why would they lose anything? Why would bitcoin be any different from any other innovations and developments - any tool or idea can be used in support of freedom and liberty and more effectively againts them. Why would inter-pipes and all related stuff be any different? I mean looking at all the tools that we already had before bitcoin rushed to use our graphic cards all other inventions, processes etc have been more effectively used to crash upraisings than to support them. So how is bitcoin any different in this respect?

Re:Less profits for big banks (1)

Cardoor (3488091) | about 2 months ago | (#47773217)

"Give me control of a nation's money and I care not who makes it's laws" — Mayer Amschel Bauer Rothschild

Re:Less profits for big banks (0)

Anonymous Coward | about 2 months ago | (#47772951)

That's a pretty good point. I guess next thing you'll see is lobysts trying to dirty bitcoin so everyone goes back to using banks for their *cough cough* "legit" banking.

Re:Less profits for big banks (1)

Charliemopps (1157495) | about 2 months ago | (#47772953)

With bitcoin being good for money laundering, the big banks will lose that source of revenue.

Money laundering was never hard in the first place. Disreputable banks just make it a tad more palatable to people who don't consider their behavior "wrong" and I doubt bitcoin changes that at all.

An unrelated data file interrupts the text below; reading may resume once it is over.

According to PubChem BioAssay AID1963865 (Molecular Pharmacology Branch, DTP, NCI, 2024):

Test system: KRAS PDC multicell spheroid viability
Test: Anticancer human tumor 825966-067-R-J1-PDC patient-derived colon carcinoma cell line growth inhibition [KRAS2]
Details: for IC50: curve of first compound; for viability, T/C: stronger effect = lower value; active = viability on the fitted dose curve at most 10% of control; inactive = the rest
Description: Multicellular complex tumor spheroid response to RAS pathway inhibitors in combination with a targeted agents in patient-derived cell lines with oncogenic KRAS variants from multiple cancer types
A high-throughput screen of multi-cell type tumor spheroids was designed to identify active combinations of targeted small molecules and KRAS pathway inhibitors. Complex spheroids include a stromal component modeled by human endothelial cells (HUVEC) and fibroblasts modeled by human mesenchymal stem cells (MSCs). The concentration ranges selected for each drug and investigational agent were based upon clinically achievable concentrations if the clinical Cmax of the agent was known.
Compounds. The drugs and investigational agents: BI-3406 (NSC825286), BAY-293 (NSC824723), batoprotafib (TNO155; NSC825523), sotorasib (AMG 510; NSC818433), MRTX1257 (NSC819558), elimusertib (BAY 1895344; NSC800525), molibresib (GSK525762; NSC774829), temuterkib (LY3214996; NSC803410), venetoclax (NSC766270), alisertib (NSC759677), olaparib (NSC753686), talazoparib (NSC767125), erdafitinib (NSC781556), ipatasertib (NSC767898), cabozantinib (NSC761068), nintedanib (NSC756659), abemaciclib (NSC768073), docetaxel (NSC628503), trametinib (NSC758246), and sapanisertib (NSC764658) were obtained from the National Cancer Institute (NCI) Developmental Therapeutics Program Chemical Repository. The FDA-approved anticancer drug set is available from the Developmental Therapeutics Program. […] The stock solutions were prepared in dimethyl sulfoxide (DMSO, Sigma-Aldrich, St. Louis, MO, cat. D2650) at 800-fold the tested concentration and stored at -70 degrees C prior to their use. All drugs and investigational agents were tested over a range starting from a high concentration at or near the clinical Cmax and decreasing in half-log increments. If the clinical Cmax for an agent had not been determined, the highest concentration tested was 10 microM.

Re:Less profits for big banks (3, Interesting)

Anon-Admin (443764) | about 2 months ago | (#47772973)

These comments about bitcoin being good for money laundering are such BS. Do you even understand what money laundering is?
Note: I have worked in Financial IT and have had the AML (Anti-Money Laundering) training which was less impressive that it sounds. lol

The point of money laundering is to make an illegal income look legal. To take large amounts of a given currency received for an illegal act and to provide it a banking trail that makes the money look like it came from a legal source of income.

In most cases money laundering starts with large amounts of cash. Buying bitcoin does not magically make it look ligitement, and what exchange takes cash?

The truth is money laundering tends to be done by mixing the illegal money into the income of an all cash business like vending machines, massage parlours, small computer stores, etc. Then showing it as ligitement income on the books.

Re:Less profits for big banks (2)

Cardoor (3488091) | about 2 months ago | (#47773103)

first and foremost, if you want to give someone cash for their bitcoins, im pretty sure you could find a willing participant on the other side.maybe it's at a discount to the nominal exchange rate (but presumably not as onerous as the 30-40% that 'better call saul' quoted walter white).

in any case, w/r/t money laundering, while technically correct on some points, your argument misses the larger purpose. money laundering is, at it's core, a means by which either illegal or simply non-tax-reported income can be re-introduced into the economy without alerting authorities for either purchases of goods/services, or for electronic transfer (ie, wiring money instead of trying to cross the border with suitcases full of cash).

to the extent that btc becomes ubiquitous in use, acceptance, and most importantly, the average persons 'wallet', then cash need not be *any* part of the initial illegal/untaxed transaction... while still providing purchasing power into the real economy for the new BTC owner, as well as immediate means of electronic transfer.

Re:Less profits for big banks (0)

Anonymous Coward | about 2 months ago | (#47773195)

In most cases money laundering starts with large amounts of cash. Buying bitcoin does not magically make it look ligitement, and what exchange takes cash?